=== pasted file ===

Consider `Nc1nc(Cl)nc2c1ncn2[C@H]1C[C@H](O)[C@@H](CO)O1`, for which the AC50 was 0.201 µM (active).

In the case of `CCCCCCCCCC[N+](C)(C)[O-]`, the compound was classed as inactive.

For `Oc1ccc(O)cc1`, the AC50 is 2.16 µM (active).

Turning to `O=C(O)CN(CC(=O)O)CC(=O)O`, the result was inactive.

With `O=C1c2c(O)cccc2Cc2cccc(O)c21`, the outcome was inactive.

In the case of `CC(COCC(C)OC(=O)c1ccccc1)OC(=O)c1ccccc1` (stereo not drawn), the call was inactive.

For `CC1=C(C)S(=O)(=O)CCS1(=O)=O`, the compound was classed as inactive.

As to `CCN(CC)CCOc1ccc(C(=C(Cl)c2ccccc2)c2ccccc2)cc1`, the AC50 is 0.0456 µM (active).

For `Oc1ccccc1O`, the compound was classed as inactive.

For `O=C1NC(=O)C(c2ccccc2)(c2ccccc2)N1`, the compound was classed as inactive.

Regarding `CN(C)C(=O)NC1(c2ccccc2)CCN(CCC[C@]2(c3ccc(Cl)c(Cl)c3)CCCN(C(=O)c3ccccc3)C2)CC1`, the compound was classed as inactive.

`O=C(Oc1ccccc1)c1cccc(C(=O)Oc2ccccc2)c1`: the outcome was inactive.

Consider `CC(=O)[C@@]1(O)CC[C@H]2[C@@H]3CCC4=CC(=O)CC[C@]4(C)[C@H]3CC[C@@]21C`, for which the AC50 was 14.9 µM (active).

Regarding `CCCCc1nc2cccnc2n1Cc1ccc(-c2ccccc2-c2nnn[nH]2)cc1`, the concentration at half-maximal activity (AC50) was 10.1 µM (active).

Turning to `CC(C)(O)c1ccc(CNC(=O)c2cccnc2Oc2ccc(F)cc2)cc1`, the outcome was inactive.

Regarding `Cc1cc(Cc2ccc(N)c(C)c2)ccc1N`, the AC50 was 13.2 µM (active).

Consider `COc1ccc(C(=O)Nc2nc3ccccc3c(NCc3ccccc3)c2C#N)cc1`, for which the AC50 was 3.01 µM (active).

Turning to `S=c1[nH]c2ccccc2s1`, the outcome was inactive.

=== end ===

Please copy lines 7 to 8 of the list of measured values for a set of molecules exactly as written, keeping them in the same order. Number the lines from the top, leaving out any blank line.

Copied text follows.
For `CC1=C(C)S(=O)(=O)CCS1(=O)=O`, the compound was classed as inactive.

As to `CCN(CC)CCOc1ccc(C(=C(Cl)c2ccccc2)c2ccccc2)cc1`, the AC50 is 0.0456 µM (active).